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Allogeneic bone marrow or stem cell transplant

An allogeneic stem cell transplant, also known as a bone marrow transplant, is used to treat blood cancers and disorders using matched donor cells

About allogeneic transplants

Transplantation is the transfer of living tissue or organs from one part of the body to another from one individual to another.  When stem cells are donated by another person (a donor), it is called an allogeneic transplant or an allograft.  An allogeneic transplant or allograft involves the infusion of bone marrow or stem cells where people have similar genetic tissue.


Depending on the type of treatment you are having, the transplant works by delivering high doses of chemotherapy and/or radiotherapy to destroy any remaining diseased or malignant cells in your body. The high-dose treatment is given to increase the probability of the disease responding to treatment, but in doing so it destroys both cancer cells and healthy blood cells.  The cells in the bone marrow are especially affected, resulting in decreased numbers of red blood cells, white blood cells and platelets, which increases the chance of infection, anaemia and bleeding.


The transfer of bone marrow or stem cells provides you with a source of healthy bone marrow, which will also help you to recover from the effects of the high-dose treatment.  It essentially ‘rescues’ you with new bone marrow or stem cell tissue, which travels to the bone marrow spaces in your bones, grows and begins to produce new blood cells.  This engraftment (growth) is reflected in your blood counts, which should gradually increase over several weeks.  

What happens when you have an allogeneic transplant

  • Stages of treatment icon plus

    Collecting stem cells from your donor 

    Blood tests or ‘tissue typing’ will have been performed in order to select a high match donor. This may be from a sibling or close relative or from an unrelated donor who has chosen to donate to The British Bone Marrow Registry. Sometimes there may be a wait to find a good unrelated donor match.  There are two ways of collecting stem cells from the donor; bone marrow harvesting and stem cell harvesting.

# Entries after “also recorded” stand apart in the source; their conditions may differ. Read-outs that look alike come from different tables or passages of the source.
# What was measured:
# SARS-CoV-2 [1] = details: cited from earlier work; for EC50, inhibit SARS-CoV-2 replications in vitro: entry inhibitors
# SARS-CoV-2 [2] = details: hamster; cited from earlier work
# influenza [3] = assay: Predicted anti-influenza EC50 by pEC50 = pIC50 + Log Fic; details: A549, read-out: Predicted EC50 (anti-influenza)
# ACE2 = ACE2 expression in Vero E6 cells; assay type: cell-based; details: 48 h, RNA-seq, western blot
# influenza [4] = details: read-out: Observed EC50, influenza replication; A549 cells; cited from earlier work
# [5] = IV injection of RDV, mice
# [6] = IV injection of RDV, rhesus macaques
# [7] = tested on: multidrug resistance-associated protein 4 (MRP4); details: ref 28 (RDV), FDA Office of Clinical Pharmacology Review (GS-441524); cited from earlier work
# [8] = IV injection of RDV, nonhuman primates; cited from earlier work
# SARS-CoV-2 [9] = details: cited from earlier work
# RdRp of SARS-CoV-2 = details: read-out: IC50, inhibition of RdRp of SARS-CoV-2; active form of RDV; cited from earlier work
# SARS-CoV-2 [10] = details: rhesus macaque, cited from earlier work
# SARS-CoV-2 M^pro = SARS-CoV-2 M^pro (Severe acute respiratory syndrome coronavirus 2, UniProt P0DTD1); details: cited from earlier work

High-dose chemotherapy 

    In the first stage of treatment you will receive high-dose chemotherapy and or radiotherapy, also called conditioning chemotherapy/radiotherapy.  This chemotherapy destroys as many cancer cells as possible that are still in your body after you have completed your standard-dose treatment.  Unfortunately, it also destroys other blood cells, significantly reducing your blood count (the levels of blood cells in your blood).  Your team will see you every day and monitor you closely during the high-dose treatment.

    Allogeneic transplantation 

    The next step is to receive your donor’s bone marrow or stem cells through a cannula, this is similar to a blood or platelet transfusion.  Your new source of stem cells will take approximately 10-21 days to establish and begin to develop (depending on the treatment you received).  

  • How to prepare icon plus

    You will need a number of tests to make sure that you are ready for your allogeneic stem cell transplant. 

    These may include:

    • Routine blood tests
    • MUGA (multiple gated acquisition)
    • GFR (glomerular filtration rate)
    • Bone marrow aspirate and trephine
    • CT scan (computerised tomography)
    • PET scan (positron emission tomography)

    Your consultant will tell you what to expect and how to prepare for these tests. 

  • Afterwards icon plus

    As chemotherapy and radiotherapy kill the rapidly dividing cells in the bone marrow, there will be a drop in your blood count.  During this time you are particularly vulnerable to infection, bleeding and anaemia. You will need to remain in hospital during this time.  The focus of our care will be to support you and we will monitor you closely.

Consultant with patient

Allogeneic transplant consultants

This is a highly complex and specialised procedure that requires a multidisciplinary team approach, and is not suitable for all patients. 

Our expert allogeneic transplant consultants and specialist teams are highly experienced in this procedure.

Our locations

Our expert teams are two of only a few teams offering allogeneic transplants across the UK.

Contact our specialist team

Any questions? We're happy to advise you or help you to book an appointment.

Call us on 020 3553 9477
This content is intended for general information only and does not replace the need for personal advice from a qualified health professional.
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